This is part 1 of my series on trying to find the root cause of rising crime in NZ.
Income inequality is often given as a reason for crime.
At Te Porongo Oranga Tangata (a name presumably familiar to us or they wouldn't have given it a Maori name) they say:
The degree of income inequality is often regarded as an important aspect of the fairness of the society we live in. A high level of income inequality may also be detrimental to the level of social connectedness across society.
And for those of you not steeped in the language of sociology, I found these definitions on the site.
...refers to the relationships people have with others and the benefits these bring to individuals and society.
...requires that “power, wealth and opportunity will be [in] the hands of the many not the few”
So it looks like a likely culprit. Let's run it through shall we?
Punter sees his neighbour Boris getting rich while he still is poor. Said punter is upset at the decreasing social connectedness of Boris, and the lack of fairness, since Boris got rich from a freak oil find in the back yard. Punter gets annoyed, steels Boris's car, shoots his dog, punches his daughter and kidnaps his wife. During a period of home detention he burns down Boris' garage, eats his pet rabbit and attempts to murder the daughter. While on parole a few years later he finishes off the daughter and strangles Boris' milkman (by mistake). Some 8 years later, on parole he finally manages to kill off Boris and spends the second jail term sharpening his axe for the wife...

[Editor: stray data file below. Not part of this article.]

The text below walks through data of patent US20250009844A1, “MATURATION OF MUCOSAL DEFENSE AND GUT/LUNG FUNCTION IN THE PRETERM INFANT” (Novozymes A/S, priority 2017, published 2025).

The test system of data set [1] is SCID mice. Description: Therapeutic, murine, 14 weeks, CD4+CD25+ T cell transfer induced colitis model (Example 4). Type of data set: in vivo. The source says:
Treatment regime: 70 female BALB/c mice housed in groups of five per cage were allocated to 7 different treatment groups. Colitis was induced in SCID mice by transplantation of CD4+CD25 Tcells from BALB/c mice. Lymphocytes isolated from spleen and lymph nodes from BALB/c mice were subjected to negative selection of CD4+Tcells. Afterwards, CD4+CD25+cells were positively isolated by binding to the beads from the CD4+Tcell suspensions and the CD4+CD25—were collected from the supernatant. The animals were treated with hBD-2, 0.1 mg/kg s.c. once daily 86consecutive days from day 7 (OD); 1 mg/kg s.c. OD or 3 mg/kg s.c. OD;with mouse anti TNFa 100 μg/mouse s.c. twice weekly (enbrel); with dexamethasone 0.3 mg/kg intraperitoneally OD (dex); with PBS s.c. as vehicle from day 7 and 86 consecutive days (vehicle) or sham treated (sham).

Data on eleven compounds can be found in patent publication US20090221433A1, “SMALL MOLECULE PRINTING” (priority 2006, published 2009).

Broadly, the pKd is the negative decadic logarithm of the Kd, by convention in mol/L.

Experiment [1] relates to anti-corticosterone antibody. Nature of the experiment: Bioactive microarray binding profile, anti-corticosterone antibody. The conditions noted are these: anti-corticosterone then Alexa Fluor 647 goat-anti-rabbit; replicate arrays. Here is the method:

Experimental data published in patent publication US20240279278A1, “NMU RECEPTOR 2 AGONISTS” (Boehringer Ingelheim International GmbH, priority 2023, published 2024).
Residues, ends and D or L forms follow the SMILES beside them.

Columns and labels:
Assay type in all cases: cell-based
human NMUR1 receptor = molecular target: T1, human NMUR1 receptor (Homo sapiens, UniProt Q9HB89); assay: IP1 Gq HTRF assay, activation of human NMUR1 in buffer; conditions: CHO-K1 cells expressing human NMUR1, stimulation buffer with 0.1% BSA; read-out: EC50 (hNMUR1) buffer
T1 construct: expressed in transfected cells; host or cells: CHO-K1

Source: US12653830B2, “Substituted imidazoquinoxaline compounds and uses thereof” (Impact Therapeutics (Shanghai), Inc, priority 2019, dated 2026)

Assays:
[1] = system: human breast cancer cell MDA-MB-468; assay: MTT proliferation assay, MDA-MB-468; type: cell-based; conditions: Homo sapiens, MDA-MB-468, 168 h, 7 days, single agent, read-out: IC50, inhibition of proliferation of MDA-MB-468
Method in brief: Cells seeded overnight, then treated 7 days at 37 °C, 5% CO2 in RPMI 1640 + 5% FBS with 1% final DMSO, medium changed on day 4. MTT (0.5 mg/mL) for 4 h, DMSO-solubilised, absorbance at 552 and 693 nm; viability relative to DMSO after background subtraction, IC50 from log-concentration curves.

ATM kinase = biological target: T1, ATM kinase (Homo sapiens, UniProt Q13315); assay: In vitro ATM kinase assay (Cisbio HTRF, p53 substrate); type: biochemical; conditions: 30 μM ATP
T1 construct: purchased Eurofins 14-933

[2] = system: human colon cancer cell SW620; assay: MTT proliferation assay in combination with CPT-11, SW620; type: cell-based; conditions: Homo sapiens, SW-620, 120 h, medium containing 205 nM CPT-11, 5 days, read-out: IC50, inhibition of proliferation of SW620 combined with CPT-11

Couldn't be simpler, case closed. If only Boris had been a bit more considerate with his oil find - you know, shouted fish and chips for the lads a few more times, or not bought that brand new Alfa Romeo. Or kept it a secret.
Except...except that the rise in income equality happened only from 1986, rather than the start of our crime wave in 1955. This is hard to find stats for on the web, but here is Dr Cullen talking about it a year ago:
For the last quarter of a century in most developed countries, unlike the previous three quarters of a century, inequalities of income rose and inequalities of wealth rose even more. Contrary to some claims, this was not either an inevitable consequence, nor necessary driver, of economic growth. It was the result of a sharp shift in public policies.
[Presumably the sharp shift was that everyone got fired from the railways in 1986]
So, we have to discount income inequality sorry. Much as it feels right, it started 30 years too late to be the cause of the crime wave.